Covid vaccination for 5-11 year olds affected by syringe shortageChildren of the age group in 27 districts were to be provided their second doses from Monday but some districts including Kathmandu failed to do so due to the shortage.
The administration of the second dose of the Covid-19 vaccine to children between five and 11 years has come to a halt in several districts, including in the districts of Kathmandu Valley, after the Ministry of Health and Population could not supply syringes on time.
This is the second time the Covid-19 vaccination programme has been halted due to a lack of syringes in Nepal.
“We do not have the syringes to administer the second dose of the vaccine,” Basanta Adhikari, the chief of the Health Office, Kathmandu, told the Post. “We aim to resume vaccination from next Sunday if the Department of Health Services supplies us with the required number of syringes.”
Last December, immunisation of children between 12 and 17 years with the Pfizer-BioNTech vaccine was halted because the Health Ministry ran out of syringes.
The first phase of the immunisation campaign against Covid-19 for children between five and 11 years was launched in 27 districts on June 23 after Nepal received around 2.2 million paediatric doses of the Pfizer-BioNTech vaccine.
The campaign was launched in Jhapa, Ilam, Morang, Sunsari, Saptari, Dhanusha, Parsa, Siraha, Mahottari, Kathmandu, Lalitpur, Bhaktapur, Chitwan, Kavrepalanchok, Sindhuli, Makawanpur, Kaski, Nawalparasi West and Nawalparasi East.
Other districts where the vaccination drive was launched in the first phase are
Rupandehi, Banke, Dang, Bardiya, Surkhet, Kailali, Kanchanpur and Dadeldhura.
Around 2.2 million children of the said age group were inoculated in the week-long campaign.
Children of the said age group who were inoculated with the first paediatric doses of the Pfizer-BioNTech vaccine in June were supposed to receive the second dose of the vaccine from Monday.
Meanwhile, thousands of 5-11 year olds have not even received the first dose of the vaccine due to the shortage of syringes, according to the Health Office, Kathmandu.
According to Adhikari, over 60,000 children of the age group have not yet received the first dose of the vaccine due to syringe shortage. “We will administer vaccine doses to children who have missed the first dose and to those waiting for their second doses,” Adhikari said.
Two types of syringes are needed to administer a paediatric dose of the Pfizer-BioNtech vaccine—a 0.2ml syringe for vaccine administration and a 2ml syringe for vaccine mix-up with diluent.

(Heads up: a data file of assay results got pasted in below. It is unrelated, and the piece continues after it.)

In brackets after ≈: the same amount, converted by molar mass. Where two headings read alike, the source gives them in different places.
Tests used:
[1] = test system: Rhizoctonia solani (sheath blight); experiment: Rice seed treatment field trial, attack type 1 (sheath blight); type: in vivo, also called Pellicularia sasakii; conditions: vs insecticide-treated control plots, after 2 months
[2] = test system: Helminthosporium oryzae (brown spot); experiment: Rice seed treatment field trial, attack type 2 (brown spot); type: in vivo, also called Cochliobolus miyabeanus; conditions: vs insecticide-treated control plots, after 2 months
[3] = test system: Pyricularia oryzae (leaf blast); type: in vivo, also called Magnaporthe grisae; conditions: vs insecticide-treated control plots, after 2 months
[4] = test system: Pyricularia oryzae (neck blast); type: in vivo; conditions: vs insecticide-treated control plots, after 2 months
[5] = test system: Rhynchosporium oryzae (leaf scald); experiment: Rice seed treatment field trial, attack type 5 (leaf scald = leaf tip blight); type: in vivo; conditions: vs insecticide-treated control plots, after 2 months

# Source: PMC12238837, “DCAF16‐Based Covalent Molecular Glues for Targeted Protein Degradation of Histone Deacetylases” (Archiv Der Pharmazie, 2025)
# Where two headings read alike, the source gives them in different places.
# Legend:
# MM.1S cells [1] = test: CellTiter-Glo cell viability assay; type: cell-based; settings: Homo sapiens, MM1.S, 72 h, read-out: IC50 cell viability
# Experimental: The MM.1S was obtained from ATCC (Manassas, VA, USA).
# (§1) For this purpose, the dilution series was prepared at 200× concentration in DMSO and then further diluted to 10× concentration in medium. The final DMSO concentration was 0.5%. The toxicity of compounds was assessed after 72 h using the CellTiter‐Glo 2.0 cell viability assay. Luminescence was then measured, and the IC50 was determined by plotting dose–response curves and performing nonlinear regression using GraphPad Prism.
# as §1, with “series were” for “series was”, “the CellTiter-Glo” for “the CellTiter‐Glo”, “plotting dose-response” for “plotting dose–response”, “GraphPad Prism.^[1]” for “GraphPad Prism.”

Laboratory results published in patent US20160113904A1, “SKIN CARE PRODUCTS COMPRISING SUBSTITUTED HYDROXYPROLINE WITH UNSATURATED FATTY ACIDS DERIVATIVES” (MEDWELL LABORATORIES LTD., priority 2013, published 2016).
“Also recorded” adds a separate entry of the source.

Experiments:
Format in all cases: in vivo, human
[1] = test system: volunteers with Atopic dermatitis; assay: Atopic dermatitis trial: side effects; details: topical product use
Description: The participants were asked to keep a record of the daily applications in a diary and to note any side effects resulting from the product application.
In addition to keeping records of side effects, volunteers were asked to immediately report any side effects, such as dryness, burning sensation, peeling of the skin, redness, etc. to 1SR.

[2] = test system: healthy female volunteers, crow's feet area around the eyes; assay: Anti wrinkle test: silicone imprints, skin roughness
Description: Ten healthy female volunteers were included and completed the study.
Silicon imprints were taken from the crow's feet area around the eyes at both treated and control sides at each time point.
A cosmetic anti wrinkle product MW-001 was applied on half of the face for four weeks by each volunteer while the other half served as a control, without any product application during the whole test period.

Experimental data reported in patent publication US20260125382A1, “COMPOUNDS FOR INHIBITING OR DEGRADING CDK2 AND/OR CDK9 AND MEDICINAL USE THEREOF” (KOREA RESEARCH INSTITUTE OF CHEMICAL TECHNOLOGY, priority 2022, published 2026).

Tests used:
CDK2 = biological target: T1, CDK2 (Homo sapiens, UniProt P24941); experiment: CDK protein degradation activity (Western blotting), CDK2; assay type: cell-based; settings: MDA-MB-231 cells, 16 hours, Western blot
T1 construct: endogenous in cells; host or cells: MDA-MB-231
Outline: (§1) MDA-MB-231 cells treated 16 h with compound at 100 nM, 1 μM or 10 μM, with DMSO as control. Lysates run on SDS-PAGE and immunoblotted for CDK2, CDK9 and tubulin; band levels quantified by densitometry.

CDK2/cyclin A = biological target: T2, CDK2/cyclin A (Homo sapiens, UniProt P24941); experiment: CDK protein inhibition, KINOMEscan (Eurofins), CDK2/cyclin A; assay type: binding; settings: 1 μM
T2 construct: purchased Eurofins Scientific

The Pfizer-BioNTech vaccine for adults is administered through a 0.3 ml syringe, health officials say, while for other vaccines, a 0.5ml auto-disable syringe is used.
Officials at the Health Ministry admitted that there has been syringe shortage in some districts. The delay in the supply of syringes from the COVAX facility, the United Nations-backed international vaccine-sharing scheme, which supplied the vaccine doses, has led to a shortage of syringes for Covid-19 vaccines in Nepal, they say.
“Also last week, we drew the attention of the officials of the UN health agency about the delay in syringe supply from the COVAX facility,” said Sagar Dahal, chief of the National Immunisation Programme. “I haven’t received information about the disruption in vaccination of children between 12 and 17 years due to syringe shortage but that might be the case in some districts.”
Officials at the Logistic Management Section under the Department of Health Services said that it has been working to send the syringes from districts with surplus stock to shortage districts.
“We are working to reverse supply from the districts with surplus syringes,” said Dr Surendra Chaurasia, chief of the Section.
Officials said that the Health Ministry had only around 4.5 million syringes of 0.2ml capacity in stock. Some fresh syringes may have gone to waste without use.
“Due to managerial issues, some districts might have ended up with surplus syringes while some are facing shortages,” said Dahal, chief of the National Immunisation Programme.
Nepal started administering the Covid-19 vaccine to children between five and 11 years after the COVAX facility supplied paediatric doses of the Pfizer-BioNTech vaccine.
The facility has so far supplied 4,610,400 paediatric doses of the vaccine out of the 8.4 million doses it has committed to Nepal.
Nepal has so far received 58,891,970 doses of Covid vaccines of various brands—AstraZeneca, Vero Cell, Moderna, Janssen, Sinovac-CoronaVac and Pfizer-BioNtech—including those of paediatric doses.
Experts say this is not the first time managerial weakness in the health sector has been exposed.
“Problems like the syringe crisis should not be arising again and again, as it is a planned programme,” Bhogendra Dotel, former chief of the Logistic Management Section, said. “Had the authorities taken the issue seriously, assessed the need and completed the procurement process on time, crucial programmes like vaccination would not have been affected.”